The Safety Mom Alison Rhodes Explains Why You Can’t Keep Your Kids In A Bubble (Even If You Want To)

Alison Rhodes

Every parent is concerned about their children’s safety. Alison Rhodes was no exception — until her baby passed away from SIDS. She then dedicated her career to helping other parents learn the best ways to stay safe—and sane. We spoke with Alison (AKA The Safety Mom) about keeping your kids safe but still giving them freedom and the top safety tips parents should know.

Alison, you become a safety expert after the loss of your first child.

My mission was born out of tragedy. My first child died of SIDS in 1997. Childhood accidents are the leading cause of death and most are preventable. After my son passed away, I thought if I could do something to
help another child, I would be doing something in honor of my son. I went on to have three more children, and my oldest, Spencer, has intellectual disabilities. And I realized that the dangers don’t stop once your children are out of diapers.

With so much information out there, it can be hard to discern what’s accurate and what’s not.

Absolutely. But I say that every mom is their child’s best safety expert. My website, Safety Mom Solutions, is about informing parents so they can get the right information for their kids. I talk about how moms are good role models and we need to take care of ourselves. My thing is about keeping families happy, safe and sane. We need the moms to have good self-confidence so they can pass it along to their kids.

What specific safety area do you feel the most strongly about?

It really spans safety for children of all ages, but I would say SIDS prevention. Parents are hyper vigilant when they bring their babies home, but then they start to get complacent after awhile. Sadly, a lot of baby proofing happens after something happens. It doesn’t mean being neurotic, but you have to take healthy steps. Kids can choke, and furniture can fall on kids. And now with teens, distracted driving is a huge issue.

You bring up a good point. We assume that safety issues are really for when kids are younger, but there are so many as they get older.

Exactly. You want to give them freedom, but you need to have a tether, too.

How do you personally walk that line of staying safe and still giving them freedom?

I’m a real spiritual person. You have to have faith. It’s instilling safety in them at an early age, and giving them that self-confidence. It’s communicating why you are doing this and it’s pragmatic parenting. You have to give them some flexibility; it’s not going to stop the dings, but it can help prevent the traumatic injuries.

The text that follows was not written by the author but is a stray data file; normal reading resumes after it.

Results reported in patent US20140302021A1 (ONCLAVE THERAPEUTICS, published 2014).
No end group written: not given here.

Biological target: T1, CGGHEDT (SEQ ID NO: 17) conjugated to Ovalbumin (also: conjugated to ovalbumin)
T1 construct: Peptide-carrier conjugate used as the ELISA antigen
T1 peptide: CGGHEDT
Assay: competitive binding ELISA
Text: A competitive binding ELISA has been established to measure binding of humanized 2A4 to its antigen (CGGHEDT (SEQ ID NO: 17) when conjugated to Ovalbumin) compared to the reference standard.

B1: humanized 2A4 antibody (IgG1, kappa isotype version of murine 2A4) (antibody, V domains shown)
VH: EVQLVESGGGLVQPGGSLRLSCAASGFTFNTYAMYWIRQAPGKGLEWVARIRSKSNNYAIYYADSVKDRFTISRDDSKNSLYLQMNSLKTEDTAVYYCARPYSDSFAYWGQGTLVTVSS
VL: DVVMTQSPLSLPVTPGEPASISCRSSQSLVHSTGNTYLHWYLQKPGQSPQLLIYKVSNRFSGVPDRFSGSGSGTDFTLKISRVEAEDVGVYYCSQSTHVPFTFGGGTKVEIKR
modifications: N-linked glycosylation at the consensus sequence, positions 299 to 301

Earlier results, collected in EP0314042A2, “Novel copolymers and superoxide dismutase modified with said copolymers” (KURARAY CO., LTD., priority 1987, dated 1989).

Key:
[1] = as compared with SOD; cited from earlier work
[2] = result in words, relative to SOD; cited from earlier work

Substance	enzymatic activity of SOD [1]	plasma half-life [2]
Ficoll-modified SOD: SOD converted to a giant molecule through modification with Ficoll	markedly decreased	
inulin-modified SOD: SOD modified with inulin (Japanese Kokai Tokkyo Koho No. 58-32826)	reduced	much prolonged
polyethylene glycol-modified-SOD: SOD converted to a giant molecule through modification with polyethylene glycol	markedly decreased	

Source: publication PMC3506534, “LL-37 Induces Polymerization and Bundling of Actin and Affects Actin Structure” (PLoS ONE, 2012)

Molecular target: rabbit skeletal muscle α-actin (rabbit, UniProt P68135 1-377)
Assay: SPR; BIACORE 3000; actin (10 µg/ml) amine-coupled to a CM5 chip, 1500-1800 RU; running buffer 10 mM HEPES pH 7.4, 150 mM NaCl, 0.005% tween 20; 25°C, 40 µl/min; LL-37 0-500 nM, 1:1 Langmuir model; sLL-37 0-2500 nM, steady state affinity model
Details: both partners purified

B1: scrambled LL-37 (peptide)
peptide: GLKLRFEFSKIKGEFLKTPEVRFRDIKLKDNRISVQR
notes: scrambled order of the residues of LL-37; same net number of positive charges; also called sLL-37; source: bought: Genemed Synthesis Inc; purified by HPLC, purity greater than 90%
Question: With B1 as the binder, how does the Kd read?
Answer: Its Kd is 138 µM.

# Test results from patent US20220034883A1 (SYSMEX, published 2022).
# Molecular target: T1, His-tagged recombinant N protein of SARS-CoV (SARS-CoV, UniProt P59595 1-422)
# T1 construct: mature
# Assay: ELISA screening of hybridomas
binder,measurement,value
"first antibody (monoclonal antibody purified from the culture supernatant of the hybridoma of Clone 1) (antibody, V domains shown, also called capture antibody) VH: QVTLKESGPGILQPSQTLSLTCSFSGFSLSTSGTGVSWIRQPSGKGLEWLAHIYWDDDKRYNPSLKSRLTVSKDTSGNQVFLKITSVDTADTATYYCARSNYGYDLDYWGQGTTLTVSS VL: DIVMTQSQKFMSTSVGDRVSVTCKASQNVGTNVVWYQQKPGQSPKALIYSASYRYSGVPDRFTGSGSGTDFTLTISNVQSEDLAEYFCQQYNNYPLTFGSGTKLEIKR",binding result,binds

Alison Rhodes


What personal satisfaction do you get from what you do?

I was a high-powered exec at a PR firm and I loved what I did, but then my son died. And as much as I liked what I did, it wasn’t really changing lives. This is what fulfilled me.  I can go to my kids’ events and activities. I can stop working to help my son with homework. It takes a village, for sure. But my kids see me fulfilled doing something that I love. It’s wonderful to wake up loving to work. If you hate what you do, and then you spend 8 hours a day there and then you come home and you’re miserable, what are you teaching your kids?

Now you’re a blended family. What is that like?

My husband walked into a huge package and somehow it all worked. The kids assimilated well; sure there are sibling rivalries, but it all works.

I loved your book, Honey I Lost the Baby in the Produce Aisle. It’s a nice blend of advice and personal anecdotes.

My life is out there; it’s a reality show. My father has Alzheimer’s. I came from an abusive marriage; my son is special needs and my first died of SIDS. Parents don’t want to share and for me writing is cathartic. I feel like
if one parent doesn’t feel alone or if I can share info, that’s huge for me. I get so many questions, so I figured if I put it all together, it could help people.

Alison Rhodes

What are your future plans?

I’m pitching a TV show, a cross between Extreme Home Makeover and Dr. Phil. I want to get inspirational stores out there, and then I have a new book called OMG Save Me! The Safety Mom’s Guide to Understanding Your Teen. I want the book to be a conversation starter.

What’s an interesting safety tip that people might not know?

I’ve been working with Sylvania on their car headlights. Did you know that headlights dim 20% each year? So you need to change your headlights every two years.

What would be your top 3 safety tips for parents?

Start baby proofing before your baby comes home. You never know when your child will turn over for the first time, or start crawling. You want to be prepared.

Be your child’s safety advocate. Be confident in your abilities to make the right safety decisions for him or her. So get involved in your school. You know your child the best.

Cyber bullying starts so early. Teach tolerance at home. Watch the computer at home, and teach them to be good cyber citizens.

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